The poo rainbow
The variations of colour in your newborn’s poo is a source of wonder for any new parent. Moving from tar-like (meconium) to yellow via a spectrum of greens before settling into a less worrying brown can cause some alarm. But fear not. After the initial meconium outpour, which is a combination of amniotic fluid, mucus and skin cells, by day two to four your baby’s nappy should start to brandish something the colour of combat fatigues.
The stools of breastfed babies will become yellow or slightly green with a creamy consistency while formula-fed babies tend to resemble something more akin to peanut butter. (Apologies for the food references at this point. But if you think that’s bad, wait until they start on the solids. Oof.)
Everyone is judge and juror
From (conflicting) comments about how many layers your baby should be wearing from strangers in the street, to unsolicited advice about how why/when/where/what you should be feeding your baby from the lady at the supermarket checkout, when it comes to raising your baby everyone else thinks they know best.
But you knew that from pregnancy, when your body became a target for open commentary and uninvited touching from perfect strangers. The truth is there is no right answer to parenthood, but the closest you’ll find to one will come from within you and your own judgement, based on a bit of maternal instinct, a bit of knowledge, and a bit of blindly-feeling-my-way-in-the-dark-type-guess-work. So close your ears, step away from the endless slew of how-to baby books, and trust yourself.
From those who tut at you for blocking the baked beans in the supermarket aisle with your buggy (because surely your three-week-old should be walking by now) to those who tut when having to make room for you in the BUGGY AREA of the bus… We have no words. Well we do, but they’re quite rude.
Nothing can quite prepare you for the awesomeness of other mothers. Having a baby is a moment that galvanises old pals and acquaintances, far and wide. Be it offers of support, wine, and babysitting, or simply the odd rallying cry by text or burst of affection delivered in a card, the sense of support and kinship provided by your loved ones will never mean more. But there is something blissful, too, about the comradeship of perfect strangers, and new friends, called to arms by the joint experience of motherhood. Be it a knowing look of solidarity while your child has a pavement meltdown, or a brief chat in the park about chafed nipples…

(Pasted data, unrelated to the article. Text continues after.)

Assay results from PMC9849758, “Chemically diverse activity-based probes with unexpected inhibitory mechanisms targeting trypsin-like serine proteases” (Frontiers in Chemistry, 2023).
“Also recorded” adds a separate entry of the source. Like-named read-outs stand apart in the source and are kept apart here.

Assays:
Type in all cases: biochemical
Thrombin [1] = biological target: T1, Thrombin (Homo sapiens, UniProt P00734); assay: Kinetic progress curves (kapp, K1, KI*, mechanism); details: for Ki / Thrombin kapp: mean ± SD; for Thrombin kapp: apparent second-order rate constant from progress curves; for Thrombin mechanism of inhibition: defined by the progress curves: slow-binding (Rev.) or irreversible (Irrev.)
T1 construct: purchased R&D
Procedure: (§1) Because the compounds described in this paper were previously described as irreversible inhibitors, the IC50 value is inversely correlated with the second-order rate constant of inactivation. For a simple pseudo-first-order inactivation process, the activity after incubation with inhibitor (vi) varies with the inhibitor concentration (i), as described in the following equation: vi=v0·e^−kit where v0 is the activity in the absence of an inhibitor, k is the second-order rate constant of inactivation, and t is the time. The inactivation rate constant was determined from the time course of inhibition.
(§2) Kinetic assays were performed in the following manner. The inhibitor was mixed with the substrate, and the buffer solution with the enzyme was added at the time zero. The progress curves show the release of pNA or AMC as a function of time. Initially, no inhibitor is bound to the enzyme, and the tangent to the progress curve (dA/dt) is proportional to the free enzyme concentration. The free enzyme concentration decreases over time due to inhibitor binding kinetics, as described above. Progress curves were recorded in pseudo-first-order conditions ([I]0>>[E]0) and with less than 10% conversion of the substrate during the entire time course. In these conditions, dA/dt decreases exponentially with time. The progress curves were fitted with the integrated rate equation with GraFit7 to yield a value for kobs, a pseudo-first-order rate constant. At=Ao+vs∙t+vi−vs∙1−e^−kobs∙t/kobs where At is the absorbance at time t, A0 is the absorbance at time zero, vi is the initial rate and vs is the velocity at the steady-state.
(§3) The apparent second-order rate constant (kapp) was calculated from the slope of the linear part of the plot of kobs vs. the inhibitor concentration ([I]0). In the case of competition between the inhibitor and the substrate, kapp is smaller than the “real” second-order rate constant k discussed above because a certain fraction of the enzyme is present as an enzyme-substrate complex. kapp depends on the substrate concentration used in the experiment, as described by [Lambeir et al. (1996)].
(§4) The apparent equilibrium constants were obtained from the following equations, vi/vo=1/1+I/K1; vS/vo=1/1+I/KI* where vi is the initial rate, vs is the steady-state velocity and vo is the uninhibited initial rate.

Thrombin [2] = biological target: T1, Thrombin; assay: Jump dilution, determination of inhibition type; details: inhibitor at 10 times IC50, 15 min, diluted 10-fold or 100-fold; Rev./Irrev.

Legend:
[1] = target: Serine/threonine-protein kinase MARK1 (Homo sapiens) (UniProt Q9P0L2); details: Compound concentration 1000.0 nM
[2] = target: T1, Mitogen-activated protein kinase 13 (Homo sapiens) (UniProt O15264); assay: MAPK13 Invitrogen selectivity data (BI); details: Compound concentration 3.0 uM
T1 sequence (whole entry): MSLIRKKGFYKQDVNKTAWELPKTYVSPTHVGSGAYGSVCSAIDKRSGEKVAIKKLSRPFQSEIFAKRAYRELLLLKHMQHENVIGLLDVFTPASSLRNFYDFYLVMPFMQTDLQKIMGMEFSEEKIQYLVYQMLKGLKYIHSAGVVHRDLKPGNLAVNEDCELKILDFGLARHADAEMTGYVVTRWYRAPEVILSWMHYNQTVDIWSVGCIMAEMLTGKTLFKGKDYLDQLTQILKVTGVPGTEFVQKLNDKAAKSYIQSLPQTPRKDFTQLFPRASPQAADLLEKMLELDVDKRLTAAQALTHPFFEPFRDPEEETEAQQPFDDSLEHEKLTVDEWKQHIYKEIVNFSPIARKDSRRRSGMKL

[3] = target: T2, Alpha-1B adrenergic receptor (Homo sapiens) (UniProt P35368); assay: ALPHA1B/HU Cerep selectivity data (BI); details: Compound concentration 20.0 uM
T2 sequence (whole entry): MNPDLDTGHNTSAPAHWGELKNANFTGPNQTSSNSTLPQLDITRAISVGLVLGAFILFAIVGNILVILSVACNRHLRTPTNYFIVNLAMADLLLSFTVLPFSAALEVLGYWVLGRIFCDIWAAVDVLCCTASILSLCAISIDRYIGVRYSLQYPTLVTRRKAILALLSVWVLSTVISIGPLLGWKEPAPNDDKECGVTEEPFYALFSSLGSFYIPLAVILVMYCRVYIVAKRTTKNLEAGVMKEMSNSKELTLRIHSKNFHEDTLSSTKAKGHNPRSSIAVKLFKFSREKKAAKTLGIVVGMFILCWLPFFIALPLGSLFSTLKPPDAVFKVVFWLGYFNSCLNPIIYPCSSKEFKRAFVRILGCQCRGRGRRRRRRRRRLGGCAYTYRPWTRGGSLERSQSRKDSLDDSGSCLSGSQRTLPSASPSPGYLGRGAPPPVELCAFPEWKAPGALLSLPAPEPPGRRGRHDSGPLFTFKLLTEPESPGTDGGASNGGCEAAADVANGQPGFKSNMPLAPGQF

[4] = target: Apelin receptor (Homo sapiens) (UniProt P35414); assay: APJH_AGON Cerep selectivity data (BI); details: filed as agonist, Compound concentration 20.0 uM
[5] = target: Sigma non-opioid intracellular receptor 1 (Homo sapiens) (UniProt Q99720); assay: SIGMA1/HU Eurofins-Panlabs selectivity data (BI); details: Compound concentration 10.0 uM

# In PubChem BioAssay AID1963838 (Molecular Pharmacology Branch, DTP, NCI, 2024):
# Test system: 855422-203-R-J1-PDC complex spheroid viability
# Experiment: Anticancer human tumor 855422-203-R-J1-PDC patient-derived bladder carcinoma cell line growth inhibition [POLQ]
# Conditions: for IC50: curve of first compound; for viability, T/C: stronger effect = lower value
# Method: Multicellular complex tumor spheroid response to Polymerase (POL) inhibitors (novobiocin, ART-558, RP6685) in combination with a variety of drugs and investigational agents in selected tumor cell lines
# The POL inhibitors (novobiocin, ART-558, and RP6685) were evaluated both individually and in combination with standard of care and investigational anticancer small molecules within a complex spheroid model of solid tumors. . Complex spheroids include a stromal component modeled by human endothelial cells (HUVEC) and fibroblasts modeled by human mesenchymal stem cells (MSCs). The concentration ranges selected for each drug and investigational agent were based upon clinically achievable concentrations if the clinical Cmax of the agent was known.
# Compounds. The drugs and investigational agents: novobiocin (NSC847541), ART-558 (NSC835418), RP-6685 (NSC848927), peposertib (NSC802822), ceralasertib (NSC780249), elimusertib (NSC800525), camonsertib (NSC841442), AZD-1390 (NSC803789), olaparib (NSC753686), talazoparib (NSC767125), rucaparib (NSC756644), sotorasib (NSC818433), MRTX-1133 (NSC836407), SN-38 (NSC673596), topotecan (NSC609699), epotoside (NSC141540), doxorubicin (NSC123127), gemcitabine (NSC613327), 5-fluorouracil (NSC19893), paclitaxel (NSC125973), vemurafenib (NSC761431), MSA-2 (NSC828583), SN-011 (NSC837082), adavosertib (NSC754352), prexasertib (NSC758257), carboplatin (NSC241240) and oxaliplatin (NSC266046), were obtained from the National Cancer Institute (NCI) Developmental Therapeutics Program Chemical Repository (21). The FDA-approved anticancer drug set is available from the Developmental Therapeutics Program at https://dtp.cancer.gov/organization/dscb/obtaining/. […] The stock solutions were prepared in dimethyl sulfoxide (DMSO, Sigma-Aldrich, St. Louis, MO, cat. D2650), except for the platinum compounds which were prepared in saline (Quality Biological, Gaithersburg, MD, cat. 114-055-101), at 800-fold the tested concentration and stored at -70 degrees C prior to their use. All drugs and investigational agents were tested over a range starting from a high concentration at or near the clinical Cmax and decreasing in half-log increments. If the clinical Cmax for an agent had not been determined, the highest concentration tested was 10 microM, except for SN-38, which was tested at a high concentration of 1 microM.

Night sweats – or postpartum perspiration – are one more thing to add to the generous list of ‘less-than-glamorous side effects of giving birth’, which might also have you wondering if you are dying. Mainly because no-one ever warns you about them, so when you wake up a few days after having your baby to find yourself drenched in sweat and shivering, it’s a shock.
Especially as it often coincides with your milk ‘coming in’ properly, after a few days of delivering colostrum, if you’re breastfeeding, which can have the additional effect of leaving your breasts rock-hard and leaking milk. A blissful combination, you’ll agree.
Regardless how many babies you have, you will never tire of that special moment he first pees in your face, mid-nappy-change. (They can also throw up in your cleavage.)
New motherhood is nothing if not a challenge to your self-belief. A constant roller-coaster of new behaviours, new sleeping patterns (or not), new teeth… it is nothing if not ever-changing. And with every twist, everything you thought you knew falls apart again. It’s easy to think everyone else knows better, is coping better, and is just better. The truth is none of us know what we’re doing. Some of us are just better at hiding it. That should read: ‘Some of them’.